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USS seeking Clairton commission extension

Keywords: Tags  U.S. Steel, Clairton Works, coke battery, James Thompson, Allegheny County Health Department, Thorsten Schier

NEW YORK — U.S. Steel Corp. is in negotiations with the Allegheny County (Pa.) Health Department (ACHD) to extend the commissioning period for its new Clairton, Pa., coke battery to give the steelmaker time to bring it in line with local and federal emissions standards.

"There will be a formal agreement that defines the terms and conditions of allowing them to continue to operate until they come into compliance," James E. Thompson, ACHD’s air quality program manager, told AMM.

The Pittsburgh-based company "is seeking an additional extension for the commissioning period for the charging process to allow for necessary adjustments," a U.S. Steel spokeswoman said. "It is appropriate to anticipate a commissioning period greater than 180 days for a complex innovative process to be fully implemented."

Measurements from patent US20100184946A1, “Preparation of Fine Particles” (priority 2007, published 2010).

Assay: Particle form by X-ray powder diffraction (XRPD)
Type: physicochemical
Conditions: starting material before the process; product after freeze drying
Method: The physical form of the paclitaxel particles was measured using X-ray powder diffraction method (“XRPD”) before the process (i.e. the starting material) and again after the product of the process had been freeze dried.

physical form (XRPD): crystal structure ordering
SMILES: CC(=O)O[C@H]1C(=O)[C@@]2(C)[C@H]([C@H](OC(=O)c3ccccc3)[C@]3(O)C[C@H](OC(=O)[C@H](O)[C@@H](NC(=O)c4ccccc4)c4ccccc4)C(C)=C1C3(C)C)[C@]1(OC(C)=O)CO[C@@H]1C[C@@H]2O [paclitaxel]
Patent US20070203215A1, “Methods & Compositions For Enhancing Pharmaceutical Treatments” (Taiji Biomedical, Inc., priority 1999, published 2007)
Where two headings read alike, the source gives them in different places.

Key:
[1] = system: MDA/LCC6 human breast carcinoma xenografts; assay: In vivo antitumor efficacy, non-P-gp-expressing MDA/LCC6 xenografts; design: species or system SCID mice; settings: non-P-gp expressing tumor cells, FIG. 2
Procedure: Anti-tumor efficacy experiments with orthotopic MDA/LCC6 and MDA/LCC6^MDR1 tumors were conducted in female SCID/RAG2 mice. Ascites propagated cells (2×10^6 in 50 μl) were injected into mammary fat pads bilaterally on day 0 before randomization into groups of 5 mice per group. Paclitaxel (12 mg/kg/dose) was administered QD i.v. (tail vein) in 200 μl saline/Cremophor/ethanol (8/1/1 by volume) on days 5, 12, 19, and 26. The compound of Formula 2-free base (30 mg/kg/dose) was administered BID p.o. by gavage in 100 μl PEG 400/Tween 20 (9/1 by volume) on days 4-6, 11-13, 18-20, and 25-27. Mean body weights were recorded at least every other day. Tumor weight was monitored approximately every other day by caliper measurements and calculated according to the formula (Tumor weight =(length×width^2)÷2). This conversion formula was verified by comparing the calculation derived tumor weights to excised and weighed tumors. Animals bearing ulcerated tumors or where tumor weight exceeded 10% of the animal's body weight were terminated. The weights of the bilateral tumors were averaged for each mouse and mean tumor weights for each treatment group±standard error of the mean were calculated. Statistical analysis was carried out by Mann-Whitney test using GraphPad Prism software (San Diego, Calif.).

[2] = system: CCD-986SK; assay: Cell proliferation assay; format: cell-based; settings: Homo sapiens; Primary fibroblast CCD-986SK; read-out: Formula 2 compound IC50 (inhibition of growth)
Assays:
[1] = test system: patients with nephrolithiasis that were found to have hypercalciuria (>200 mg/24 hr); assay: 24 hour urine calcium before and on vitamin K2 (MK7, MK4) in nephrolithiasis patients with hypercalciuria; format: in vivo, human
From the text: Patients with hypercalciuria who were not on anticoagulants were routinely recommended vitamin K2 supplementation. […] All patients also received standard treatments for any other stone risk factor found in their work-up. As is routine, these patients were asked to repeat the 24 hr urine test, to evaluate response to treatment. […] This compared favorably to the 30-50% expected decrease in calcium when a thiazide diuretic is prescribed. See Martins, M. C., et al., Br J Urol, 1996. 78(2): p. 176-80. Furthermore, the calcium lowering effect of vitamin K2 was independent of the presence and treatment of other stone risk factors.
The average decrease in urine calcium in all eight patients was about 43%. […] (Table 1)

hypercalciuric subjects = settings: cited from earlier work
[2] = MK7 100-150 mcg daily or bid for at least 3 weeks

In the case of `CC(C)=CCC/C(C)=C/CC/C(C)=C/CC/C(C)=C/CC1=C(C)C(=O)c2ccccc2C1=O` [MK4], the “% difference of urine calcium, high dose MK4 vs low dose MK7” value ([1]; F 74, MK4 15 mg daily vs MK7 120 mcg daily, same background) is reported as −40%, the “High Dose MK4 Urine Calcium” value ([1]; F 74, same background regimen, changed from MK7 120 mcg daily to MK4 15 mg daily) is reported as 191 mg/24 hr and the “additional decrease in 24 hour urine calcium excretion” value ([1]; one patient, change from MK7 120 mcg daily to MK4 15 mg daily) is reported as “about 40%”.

The 180-day commissioning period typically allowed by the ACHD ended May 23, with the facility having started up late last November.

"They currently are not in compliance with their permit in regards to charging emissions," Thompson said.

Under local standards, which are more stringent than federal standards, the coke battery can have 55 seconds of emissions for any five consecutive charges of coal, according to Thompson. "They (emissions) are three to five times greater than that," he added.

U.S. Steel might need to make changes to the battery to reduce emissions, Thompson said.

The county is likely to seek some form of enforcement action going forward, such as requiring the company to reduce emissions elsewhere in the plant, he said.

"It’s the first start-up of a major coke facility in about 20 years, so it’s not surprising that there would be some issues that they would face," Thompson said.

U.S. Steel expects that by July 31 it will be compliant with all emissions requirements, except those on charging, according to the spokeswoman.

The steelmaker has touted emissions compliance as one of the boons of its new $500-million coke battery (, Feb. 1).

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